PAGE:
The Secret History – Donna Tartt
A little bit Brideshead, a little bit Talented Mr Ripely and a smattering of 00’s Brit flick ‘The Hole’ in there too (niche reference), this stylish book – whilst sizeable – just hooks you right in. Elitist students at Hampden, America’s East coast impersonation of a British university, get a bit full of themselves and start exploring the darker side of classical literature. Fascinated by the Ancient Greeks, the group try to relive the hedonism and revelations of past centuries. With a bit of murder along the way. Eek.
Pétronille – Amélie Nothomb
I got this book for my birthday from a friend. A French translation, it’s essentially a short story, spanning several years in bizarrely large print. You can read it in one sitting, and it’s fascinating because it’s kind-of about nothing. Well, it’s about friendship, based on appreciation of champagne. And then suddenly it’s not about that anymore. It’s an offbeat, quite European character study and you won’t forget it.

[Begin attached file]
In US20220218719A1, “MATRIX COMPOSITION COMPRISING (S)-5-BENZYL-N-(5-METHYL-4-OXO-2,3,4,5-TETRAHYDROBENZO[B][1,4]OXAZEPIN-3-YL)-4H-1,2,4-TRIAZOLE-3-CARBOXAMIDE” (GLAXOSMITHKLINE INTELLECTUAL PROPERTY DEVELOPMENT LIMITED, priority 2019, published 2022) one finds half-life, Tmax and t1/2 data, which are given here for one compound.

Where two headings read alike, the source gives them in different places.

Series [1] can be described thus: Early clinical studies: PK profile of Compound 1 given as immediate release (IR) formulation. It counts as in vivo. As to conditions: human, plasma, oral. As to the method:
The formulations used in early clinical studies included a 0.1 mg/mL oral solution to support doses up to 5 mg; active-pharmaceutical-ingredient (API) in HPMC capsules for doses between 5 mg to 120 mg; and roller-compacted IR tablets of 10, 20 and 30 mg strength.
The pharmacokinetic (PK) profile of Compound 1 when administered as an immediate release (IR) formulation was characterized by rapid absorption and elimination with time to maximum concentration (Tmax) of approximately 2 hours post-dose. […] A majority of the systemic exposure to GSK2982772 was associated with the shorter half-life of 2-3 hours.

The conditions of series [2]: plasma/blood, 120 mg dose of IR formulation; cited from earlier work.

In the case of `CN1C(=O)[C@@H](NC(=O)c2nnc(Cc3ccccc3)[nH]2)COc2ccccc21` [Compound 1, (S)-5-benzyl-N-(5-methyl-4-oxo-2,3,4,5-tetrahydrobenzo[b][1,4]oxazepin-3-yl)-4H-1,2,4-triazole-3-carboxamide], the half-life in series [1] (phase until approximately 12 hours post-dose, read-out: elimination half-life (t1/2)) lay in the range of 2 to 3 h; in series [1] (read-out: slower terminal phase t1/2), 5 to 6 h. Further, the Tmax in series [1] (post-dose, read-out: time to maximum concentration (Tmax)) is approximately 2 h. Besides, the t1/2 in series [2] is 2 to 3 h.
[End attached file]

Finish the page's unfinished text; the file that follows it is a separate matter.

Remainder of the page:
Just Kids – Patti Smith
The last in my obsessive collection of memoirs by female icons (completing the trilogy of Marianne Faithfull and Pattie Boyd), is Patti Smith – a bit of an exception because she’s achingly cool aside from her association with other famouses. Here she documents her life from rural insignificance to pioneer of the rocky, bohemian movement that we try so hard to emulate today. This book doesn’t shy away from the poverty of Dedicating Yourself to Art, and frankly large proportions of it sound bloody awful. But then she namechecks Hendrix, Joplin, Ginsburg, Warhol and everyone else cool (and dead). Guaranteed to make you feel like a talentless corporate sell-out on your morning commute to the office. (Y).
Happy page turning!